Open Media Opens Petition in Anticipation of Liberals War on the Internet

Open Media isn’t taking any chances. They created a petition in anticipation of Canada’s war on the Internet.

One by one, our predictions are coming true about the 2021 Canadian Federal election. First, we accurately predicted that it was going to be a Liberal minority government. Next, we accurately predicted that it was going to be a late night before a projection of a Liberal minority was called. Now, we are learning today that, despite surprisingly high early voting rates, this election was, indeed, a low voter turnout rate. The only thing we didn’t call was that it could be a historically low voter turnout rate, but hey, being more correct than we thought doesn’t hurt anything, right?

So, with an accuracy rate becoming rather uncanny in the typical Drew Wilson fashion, what is still forthcoming? Well, we are expecting a speech from the throne. Obviously, that is a gimme because that always comes after an election. We certainly see the possibility that references to this forthcoming war on the Internet to be referenced at the very least. We’re not entirely sure about it, but there is a very good chance of this happening. Sometime after this, we know the Liberals three prong war on the Internet is going to hit. After all, the Liberals did vow to carry out all three prongs within 100 days of their mandate.

Now we are learning that Open Media seems to be taking our cues and have pre-emptively started a petition to allow Canadians to speak out about this issue. Throughout the election, Canadians were effectively denied being able to discuss the war on the Internet. So, this may be the first method of legitimately having a say on matters. Yesterday, they issued a tweet about it:

URGENT: OpenMedia needs YOUR help rallying against a disastrous Surveil and Censor Plan for our Internet, now back on the agenda with @LPCBC
‘s win.

A short 🧵on what’s happening, what it will mean, and what the government should do instead. #cdnpoli 1/13

The tweet not only contains a thread, but also a link to the petition which is a great petition to sign if you care about these issues.

The tweet was retweeted by CIPPIC, another Canadian organization. What is also interesting is that American rights organization, Fight for the Future, issued a supporting tweet about the petition:

Canadian friends

Your digital rights are under attack: “These proposals are very likely to be used to police and harass already marginalized people on the Internet, not to protect and empower them.”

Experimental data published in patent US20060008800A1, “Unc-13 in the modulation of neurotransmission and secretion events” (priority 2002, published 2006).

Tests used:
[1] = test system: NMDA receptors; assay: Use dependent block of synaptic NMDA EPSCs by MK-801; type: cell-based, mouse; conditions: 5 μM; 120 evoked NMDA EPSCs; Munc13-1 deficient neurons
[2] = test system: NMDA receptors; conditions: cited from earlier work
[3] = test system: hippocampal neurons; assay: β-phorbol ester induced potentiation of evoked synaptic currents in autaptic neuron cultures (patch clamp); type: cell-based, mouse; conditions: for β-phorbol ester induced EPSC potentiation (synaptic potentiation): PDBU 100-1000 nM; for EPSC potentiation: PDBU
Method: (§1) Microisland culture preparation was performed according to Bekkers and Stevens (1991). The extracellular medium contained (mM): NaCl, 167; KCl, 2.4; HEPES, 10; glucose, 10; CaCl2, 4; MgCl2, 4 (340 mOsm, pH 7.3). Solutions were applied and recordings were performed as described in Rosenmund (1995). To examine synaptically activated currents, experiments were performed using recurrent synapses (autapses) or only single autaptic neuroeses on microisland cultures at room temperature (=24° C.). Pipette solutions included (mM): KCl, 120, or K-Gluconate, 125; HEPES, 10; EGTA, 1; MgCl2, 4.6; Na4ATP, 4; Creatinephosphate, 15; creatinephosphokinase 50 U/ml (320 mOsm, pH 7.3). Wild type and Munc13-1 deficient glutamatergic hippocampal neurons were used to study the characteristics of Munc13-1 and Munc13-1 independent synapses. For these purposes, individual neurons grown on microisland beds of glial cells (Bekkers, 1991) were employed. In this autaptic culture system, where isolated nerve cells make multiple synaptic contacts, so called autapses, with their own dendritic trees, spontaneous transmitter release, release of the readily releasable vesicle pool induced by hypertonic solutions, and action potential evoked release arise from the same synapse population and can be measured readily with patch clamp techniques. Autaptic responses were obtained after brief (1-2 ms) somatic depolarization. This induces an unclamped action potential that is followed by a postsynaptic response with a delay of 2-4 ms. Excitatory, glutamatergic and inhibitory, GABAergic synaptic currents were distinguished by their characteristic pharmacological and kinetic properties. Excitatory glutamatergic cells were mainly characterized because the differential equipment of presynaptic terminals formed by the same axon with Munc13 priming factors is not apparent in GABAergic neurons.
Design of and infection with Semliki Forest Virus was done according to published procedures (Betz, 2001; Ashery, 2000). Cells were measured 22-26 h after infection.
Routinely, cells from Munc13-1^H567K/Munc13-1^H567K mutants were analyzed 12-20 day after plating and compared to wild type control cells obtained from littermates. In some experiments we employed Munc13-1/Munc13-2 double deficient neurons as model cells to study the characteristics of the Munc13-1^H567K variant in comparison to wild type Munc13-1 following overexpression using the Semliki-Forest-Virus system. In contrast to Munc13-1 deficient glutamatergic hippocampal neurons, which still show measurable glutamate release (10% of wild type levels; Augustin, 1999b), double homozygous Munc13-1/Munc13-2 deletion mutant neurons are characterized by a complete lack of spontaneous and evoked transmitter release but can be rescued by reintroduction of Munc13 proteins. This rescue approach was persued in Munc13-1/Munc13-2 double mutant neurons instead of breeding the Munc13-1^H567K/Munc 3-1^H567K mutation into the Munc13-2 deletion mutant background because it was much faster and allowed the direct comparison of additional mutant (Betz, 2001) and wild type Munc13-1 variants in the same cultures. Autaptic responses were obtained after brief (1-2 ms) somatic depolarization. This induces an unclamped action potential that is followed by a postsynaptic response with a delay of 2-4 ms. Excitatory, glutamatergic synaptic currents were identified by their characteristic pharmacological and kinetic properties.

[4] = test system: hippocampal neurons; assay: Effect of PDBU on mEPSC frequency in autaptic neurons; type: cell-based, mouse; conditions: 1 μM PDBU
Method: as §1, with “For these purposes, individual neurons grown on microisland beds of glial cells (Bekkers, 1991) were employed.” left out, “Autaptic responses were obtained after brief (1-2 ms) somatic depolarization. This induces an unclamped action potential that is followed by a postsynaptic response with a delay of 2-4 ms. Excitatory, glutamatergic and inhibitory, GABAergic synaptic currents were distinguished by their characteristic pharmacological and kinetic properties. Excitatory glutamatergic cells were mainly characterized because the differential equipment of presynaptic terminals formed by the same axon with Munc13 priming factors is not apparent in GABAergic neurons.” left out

has an action to speak out:

A question might be is why American organizations are taking such interest. The simple answer is that they have effectively learned from the thinking I effectively helped pioneer in digital rights circles clear back in the 2000’s. A bad policy in one country can very easily spread to other countries. Indeed, people in those days thought I was crazy for thinking this way and, by extension, thought it was crazy that I was even bothering with stories outside of the United States. All these years later, it is pretty common knowledge and why it is, in fact, important to cover the big digital rights issues happening in other countries. I think that others employing this makes the community stronger and more resilient as a result, so it always puts a smile on my face whenever I see others adopting this defensive tactic.

At any rate, there is very real fear that if Canada adopts this three prong strategy for online policy, it will inspire lobbyists to push for similar laws in their own country. This ultimately helps no one whether you are outside of the country or inside the country. So, supporting Canadian opposition is both huge and a wise tactic to defend the open Internet.

As for the petition itself, we hope it is successful. The more Canadians sign petitions like that, the harder it is to ignore such opposition. The petition itself faces a very uphill battle. It’s going up against a party that is effectively ignoring the public on this front. Any opposition, in the eyes of the Liberals, is fake news and disinformation. As such, for them, it’s best to ignore it all. At the same time, headlines that say that over 1 million Canadians were ignored in the process is a very powerful thing indeed. It might not dissuade the Liberals, but we are also in a minority government. There is a very outside chance that the NDP might back down from their support of this. Slim, but not impossible.

As we’ve said before, things are going to be very bumpy on the digital rights front. From my perspective, it’s 2005 all over again. Those were very unpleasant years filled with a roller-coaster of emotion. Not something to look forward to, but we are already strapped in and ticking up the first incline already. So, we don’t exactly have much of a choice at this stage.

Drew Wilson on Twitter: @icecube85 and Facebook.

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